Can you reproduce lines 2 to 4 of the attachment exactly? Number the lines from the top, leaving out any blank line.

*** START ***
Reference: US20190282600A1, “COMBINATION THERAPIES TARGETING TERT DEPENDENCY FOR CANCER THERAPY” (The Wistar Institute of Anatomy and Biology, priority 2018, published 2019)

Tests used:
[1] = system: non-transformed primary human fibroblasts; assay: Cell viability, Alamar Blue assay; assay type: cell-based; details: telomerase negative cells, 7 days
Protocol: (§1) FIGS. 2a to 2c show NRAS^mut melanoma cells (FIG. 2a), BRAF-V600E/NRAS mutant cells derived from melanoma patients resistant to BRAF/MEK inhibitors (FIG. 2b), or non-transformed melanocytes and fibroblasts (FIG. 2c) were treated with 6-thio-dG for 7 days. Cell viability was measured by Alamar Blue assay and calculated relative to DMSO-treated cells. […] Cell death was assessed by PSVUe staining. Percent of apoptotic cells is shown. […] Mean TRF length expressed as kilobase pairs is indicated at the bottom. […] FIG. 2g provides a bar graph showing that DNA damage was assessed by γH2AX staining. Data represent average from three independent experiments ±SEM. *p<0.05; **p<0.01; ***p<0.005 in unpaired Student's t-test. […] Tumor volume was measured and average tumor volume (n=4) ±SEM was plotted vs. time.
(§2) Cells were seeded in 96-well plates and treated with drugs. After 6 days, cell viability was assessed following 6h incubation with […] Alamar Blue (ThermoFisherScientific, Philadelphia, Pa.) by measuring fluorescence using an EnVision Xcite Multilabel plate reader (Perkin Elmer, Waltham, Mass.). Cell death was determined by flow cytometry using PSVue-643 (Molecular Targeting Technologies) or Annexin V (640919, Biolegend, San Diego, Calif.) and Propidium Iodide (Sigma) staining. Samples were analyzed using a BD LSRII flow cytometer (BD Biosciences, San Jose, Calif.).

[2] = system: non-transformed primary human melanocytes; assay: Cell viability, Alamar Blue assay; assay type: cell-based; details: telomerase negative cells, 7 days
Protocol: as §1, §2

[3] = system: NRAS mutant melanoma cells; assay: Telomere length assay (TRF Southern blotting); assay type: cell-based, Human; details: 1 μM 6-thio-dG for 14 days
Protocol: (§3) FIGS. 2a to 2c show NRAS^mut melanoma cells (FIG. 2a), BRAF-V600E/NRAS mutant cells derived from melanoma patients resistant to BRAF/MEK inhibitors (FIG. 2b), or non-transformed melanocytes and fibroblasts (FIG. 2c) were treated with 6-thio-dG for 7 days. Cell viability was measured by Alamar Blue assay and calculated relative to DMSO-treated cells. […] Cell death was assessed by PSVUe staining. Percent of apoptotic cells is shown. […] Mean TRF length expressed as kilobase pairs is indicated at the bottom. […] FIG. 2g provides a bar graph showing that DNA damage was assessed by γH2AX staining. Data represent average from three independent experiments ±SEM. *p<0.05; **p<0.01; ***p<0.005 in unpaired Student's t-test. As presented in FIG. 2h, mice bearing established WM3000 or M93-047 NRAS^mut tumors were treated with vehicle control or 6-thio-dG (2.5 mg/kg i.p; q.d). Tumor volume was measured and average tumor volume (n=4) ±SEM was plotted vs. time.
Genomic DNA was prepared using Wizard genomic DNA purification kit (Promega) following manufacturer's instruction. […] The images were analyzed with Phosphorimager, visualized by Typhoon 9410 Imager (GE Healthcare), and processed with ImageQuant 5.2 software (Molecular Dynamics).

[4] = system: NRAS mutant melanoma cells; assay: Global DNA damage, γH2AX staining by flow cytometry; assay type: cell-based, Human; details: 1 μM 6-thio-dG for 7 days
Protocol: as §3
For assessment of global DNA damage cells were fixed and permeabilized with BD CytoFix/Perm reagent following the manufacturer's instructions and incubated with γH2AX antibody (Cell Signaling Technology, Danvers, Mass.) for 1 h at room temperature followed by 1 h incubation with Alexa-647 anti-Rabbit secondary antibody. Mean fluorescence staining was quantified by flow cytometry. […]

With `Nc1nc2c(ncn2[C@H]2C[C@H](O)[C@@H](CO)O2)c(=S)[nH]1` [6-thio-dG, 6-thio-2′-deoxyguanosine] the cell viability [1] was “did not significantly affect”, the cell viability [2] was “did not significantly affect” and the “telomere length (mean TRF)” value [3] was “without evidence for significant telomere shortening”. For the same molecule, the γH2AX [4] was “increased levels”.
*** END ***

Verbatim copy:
Tests used:
[1] = system: non-transformed primary human fibroblasts; assay: Cell viability, Alamar Blue assay; assay type: cell-based; details: telomerase negative cells, 7 days
Protocol: (§1) FIGS. 2a to 2c show NRAS^mut melanoma cells (FIG. 2a), BRAF-V600E/NRAS mutant cells derived from melanoma patients resistant to BRAF/MEK inhibitors (FIG. 2b), or non-transformed melanocytes and fibroblasts (FIG. 2c) were treated with 6-thio-dG for 7 days. Cell viability was measured by Alamar Blue assay and calculated relative to DMSO-treated cells. […] Cell death was assessed by PSVUe staining. Percent of apoptotic cells is shown. […] Mean TRF length expressed as kilobase pairs is indicated at the bottom. […] FIG. 2g provides a bar graph showing that DNA damage was assessed by γH2AX staining. Data represent average from three independent experiments ±SEM. *p<0.05; **p<0.01; ***p<0.005 in unpaired Student's t-test. […] Tumor volume was measured and average tumor volume (n=4) ±SEM was plotted vs. time.